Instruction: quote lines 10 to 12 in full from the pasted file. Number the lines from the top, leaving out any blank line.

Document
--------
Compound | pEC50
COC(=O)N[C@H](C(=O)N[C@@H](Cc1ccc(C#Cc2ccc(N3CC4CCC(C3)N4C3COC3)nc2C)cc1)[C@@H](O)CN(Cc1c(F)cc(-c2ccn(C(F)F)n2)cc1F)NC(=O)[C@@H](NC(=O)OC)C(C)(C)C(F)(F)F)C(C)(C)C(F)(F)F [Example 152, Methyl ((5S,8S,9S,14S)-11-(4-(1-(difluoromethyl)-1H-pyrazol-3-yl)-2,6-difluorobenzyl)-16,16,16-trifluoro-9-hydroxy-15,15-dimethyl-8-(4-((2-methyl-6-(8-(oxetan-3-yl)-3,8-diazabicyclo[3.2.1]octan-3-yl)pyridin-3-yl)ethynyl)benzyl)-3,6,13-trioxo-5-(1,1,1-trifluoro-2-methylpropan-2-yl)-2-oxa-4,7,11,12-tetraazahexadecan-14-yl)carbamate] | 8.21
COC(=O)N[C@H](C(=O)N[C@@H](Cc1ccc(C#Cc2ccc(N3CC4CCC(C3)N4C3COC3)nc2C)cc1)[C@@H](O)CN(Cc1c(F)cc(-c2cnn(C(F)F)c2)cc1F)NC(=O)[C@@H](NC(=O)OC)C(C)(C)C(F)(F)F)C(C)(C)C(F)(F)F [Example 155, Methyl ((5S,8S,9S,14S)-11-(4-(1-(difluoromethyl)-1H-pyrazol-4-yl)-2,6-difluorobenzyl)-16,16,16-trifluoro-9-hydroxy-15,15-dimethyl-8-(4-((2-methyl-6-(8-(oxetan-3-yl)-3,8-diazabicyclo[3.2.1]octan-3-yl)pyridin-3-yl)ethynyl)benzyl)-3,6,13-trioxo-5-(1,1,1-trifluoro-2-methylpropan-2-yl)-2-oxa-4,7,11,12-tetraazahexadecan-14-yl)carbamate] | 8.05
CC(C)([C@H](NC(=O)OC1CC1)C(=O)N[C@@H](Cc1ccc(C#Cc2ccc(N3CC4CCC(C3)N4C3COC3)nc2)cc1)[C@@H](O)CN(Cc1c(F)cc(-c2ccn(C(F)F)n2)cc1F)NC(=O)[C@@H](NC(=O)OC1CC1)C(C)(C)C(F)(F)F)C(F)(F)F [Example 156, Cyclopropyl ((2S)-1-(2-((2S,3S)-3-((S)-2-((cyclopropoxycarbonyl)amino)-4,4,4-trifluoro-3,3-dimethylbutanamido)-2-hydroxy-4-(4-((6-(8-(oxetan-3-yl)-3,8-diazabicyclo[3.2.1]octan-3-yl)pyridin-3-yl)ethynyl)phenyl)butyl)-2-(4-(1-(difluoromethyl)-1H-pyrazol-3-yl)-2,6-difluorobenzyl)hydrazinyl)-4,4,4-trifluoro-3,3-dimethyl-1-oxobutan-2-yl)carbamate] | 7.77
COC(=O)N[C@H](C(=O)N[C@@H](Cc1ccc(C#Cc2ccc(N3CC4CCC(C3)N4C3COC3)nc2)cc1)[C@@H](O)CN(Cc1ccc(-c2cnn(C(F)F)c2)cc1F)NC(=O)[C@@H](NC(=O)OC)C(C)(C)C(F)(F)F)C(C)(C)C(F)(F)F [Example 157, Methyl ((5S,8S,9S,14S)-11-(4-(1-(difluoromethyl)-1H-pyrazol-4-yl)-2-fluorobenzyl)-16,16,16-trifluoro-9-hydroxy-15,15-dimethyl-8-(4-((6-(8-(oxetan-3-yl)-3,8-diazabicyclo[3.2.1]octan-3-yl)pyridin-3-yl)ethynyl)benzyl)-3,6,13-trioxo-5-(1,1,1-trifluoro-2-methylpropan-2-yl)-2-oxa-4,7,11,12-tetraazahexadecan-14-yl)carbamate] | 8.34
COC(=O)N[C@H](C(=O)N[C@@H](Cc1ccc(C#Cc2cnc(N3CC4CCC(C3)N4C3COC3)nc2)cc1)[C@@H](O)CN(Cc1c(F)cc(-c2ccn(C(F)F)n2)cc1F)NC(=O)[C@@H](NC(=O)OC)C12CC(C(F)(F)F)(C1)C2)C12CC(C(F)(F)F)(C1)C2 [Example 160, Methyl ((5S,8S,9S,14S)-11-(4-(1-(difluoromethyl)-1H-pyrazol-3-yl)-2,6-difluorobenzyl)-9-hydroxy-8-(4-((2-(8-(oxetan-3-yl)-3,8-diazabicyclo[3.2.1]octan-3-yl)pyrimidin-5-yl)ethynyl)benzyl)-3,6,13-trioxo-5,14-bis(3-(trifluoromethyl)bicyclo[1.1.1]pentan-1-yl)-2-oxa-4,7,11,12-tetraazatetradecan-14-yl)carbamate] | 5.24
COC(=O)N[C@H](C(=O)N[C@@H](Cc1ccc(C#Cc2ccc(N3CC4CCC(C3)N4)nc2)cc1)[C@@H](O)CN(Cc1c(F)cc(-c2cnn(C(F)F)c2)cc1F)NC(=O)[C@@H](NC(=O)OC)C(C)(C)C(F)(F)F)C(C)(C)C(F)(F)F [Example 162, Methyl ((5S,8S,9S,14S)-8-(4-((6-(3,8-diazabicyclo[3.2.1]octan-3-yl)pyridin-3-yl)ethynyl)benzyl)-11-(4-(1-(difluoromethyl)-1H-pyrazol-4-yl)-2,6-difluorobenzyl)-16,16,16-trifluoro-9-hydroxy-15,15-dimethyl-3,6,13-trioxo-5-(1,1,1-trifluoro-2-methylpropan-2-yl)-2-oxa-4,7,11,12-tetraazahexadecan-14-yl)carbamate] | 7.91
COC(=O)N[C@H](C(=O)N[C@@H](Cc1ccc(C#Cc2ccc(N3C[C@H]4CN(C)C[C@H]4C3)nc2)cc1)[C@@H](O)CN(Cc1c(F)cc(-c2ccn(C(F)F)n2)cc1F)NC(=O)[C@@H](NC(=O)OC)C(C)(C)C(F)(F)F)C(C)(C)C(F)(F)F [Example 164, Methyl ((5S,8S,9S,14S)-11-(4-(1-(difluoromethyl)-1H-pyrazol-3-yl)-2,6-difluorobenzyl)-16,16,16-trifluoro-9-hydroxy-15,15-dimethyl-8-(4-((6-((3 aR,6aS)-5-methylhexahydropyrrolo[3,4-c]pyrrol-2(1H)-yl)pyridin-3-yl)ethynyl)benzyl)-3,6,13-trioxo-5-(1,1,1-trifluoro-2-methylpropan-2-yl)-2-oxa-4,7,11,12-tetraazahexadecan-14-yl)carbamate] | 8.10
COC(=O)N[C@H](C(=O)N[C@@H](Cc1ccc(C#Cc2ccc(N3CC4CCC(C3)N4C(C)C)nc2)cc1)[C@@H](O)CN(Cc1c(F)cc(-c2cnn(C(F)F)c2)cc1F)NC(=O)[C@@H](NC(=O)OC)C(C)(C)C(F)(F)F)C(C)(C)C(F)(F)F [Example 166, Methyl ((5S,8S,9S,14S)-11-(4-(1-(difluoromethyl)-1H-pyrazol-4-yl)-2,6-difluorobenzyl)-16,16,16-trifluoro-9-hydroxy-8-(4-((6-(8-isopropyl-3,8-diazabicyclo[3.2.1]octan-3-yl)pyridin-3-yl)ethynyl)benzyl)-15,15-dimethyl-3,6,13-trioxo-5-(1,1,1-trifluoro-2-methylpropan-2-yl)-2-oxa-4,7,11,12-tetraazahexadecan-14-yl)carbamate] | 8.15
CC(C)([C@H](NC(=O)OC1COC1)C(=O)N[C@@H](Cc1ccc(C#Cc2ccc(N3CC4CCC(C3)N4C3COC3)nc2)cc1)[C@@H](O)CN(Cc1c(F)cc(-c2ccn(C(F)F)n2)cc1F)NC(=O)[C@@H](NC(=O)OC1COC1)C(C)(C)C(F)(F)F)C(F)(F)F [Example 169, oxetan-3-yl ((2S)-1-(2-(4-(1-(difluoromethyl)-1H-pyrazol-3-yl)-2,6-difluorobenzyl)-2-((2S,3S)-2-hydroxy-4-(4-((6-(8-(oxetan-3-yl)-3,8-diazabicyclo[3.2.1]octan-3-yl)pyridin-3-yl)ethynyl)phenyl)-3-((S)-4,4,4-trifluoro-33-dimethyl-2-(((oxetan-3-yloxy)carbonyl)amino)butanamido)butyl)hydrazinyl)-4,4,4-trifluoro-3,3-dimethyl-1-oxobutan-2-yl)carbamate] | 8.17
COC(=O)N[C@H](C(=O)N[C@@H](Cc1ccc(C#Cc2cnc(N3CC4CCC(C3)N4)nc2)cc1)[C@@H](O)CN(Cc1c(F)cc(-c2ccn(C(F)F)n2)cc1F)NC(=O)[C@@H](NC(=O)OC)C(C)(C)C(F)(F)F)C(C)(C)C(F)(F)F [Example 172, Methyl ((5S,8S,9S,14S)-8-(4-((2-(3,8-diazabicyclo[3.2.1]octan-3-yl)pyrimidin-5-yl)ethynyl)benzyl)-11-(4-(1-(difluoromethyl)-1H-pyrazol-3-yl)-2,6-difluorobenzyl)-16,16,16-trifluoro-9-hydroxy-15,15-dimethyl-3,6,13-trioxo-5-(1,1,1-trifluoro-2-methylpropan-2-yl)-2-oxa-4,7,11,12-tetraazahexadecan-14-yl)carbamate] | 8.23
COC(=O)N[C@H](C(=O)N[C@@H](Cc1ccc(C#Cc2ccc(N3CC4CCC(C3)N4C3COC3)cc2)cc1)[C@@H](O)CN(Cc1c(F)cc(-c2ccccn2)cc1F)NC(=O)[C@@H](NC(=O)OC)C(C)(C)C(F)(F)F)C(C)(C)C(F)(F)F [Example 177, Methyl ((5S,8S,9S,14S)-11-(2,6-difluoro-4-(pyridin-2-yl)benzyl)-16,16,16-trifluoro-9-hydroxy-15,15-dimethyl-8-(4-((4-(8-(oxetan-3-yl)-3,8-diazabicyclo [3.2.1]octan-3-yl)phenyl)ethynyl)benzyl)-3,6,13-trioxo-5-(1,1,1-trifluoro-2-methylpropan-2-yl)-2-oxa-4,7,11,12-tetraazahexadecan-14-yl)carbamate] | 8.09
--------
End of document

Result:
CC(C)([C@H](NC(=O)OC1COC1)C(=O)N[C@@H](Cc1ccc(C#Cc2ccc(N3CC4CCC(C3)N4C3COC3)nc2)cc1)[C@@H](O)CN(Cc1c(F)cc(-c2ccn(C(F)F)n2)cc1F)NC(=O)[C@@H](NC(=O)OC1COC1)C(C)(C)C(F)(F)F)C(F)(F)F [Example 169, oxetan-3-yl ((2S)-1-(2-(4-(1-(difluoromethyl)-1H-pyrazol-3-yl)-2,6-difluorobenzyl)-2-((2S,3S)-2-hydroxy-4-(4-((6-(8-(oxetan-3-yl)-3,8-diazabicyclo[3.2.1]octan-3-yl)pyridin-3-yl)ethynyl)phenyl)-3-((S)-4,4,4-trifluoro-33-dimethyl-2-(((oxetan-3-yloxy)carbonyl)amino)butanamido)butyl)hydrazinyl)-4,4,4-trifluoro-3,3-dimethyl-1-oxobutan-2-yl)carbamate] | 8.17
COC(=O)N[C@H](C(=O)N[C@@H](Cc1ccc(C#Cc2cnc(N3CC4CCC(C3)N4)nc2)cc1)[C@@H](O)CN(Cc1c(F)cc(-c2ccn(C(F)F)n2)cc1F)NC(=O)[C@@H](NC(=O)OC)C(C)(C)C(F)(F)F)C(C)(C)C(F)(F)F [Example 172, Methyl ((5S,8S,9S,14S)-8-(4-((2-(3,8-diazabicyclo[3.2.1]octan-3-yl)pyrimidin-5-yl)ethynyl)benzyl)-11-(4-(1-(difluoromethyl)-1H-pyrazol-3-yl)-2,6-difluorobenzyl)-16,16,16-trifluoro-9-hydroxy-15,15-dimethyl-3,6,13-trioxo-5-(1,1,1-trifluoro-2-methylpropan-2-yl)-2-oxa-4,7,11,12-tetraazahexadecan-14-yl)carbamate] | 8.23
COC(=O)N[C@H](C(=O)N[C@@H](Cc1ccc(C#Cc2ccc(N3CC4CCC(C3)N4C3COC3)cc2)cc1)[C@@H](O)CN(Cc1c(F)cc(-c2ccccn2)cc1F)NC(=O)[C@@H](NC(=O)OC)C(C)(C)C(F)(F)F)C(C)(C)C(F)(F)F [Example 177, Methyl ((5S,8S,9S,14S)-11-(2,6-difluoro-4-(pyridin-2-yl)benzyl)-16,16,16-trifluoro-9-hydroxy-15,15-dimethyl-8-(4-((4-(8-(oxetan-3-yl)-3,8-diazabicyclo [3.2.1]octan-3-yl)phenyl)ethynyl)benzyl)-3,6,13-trioxo-5-(1,1,1-trifluoro-2-methylpropan-2-yl)-2-oxa-4,7,11,12-tetraazahexadecan-14-yl)carbamate] | 8.09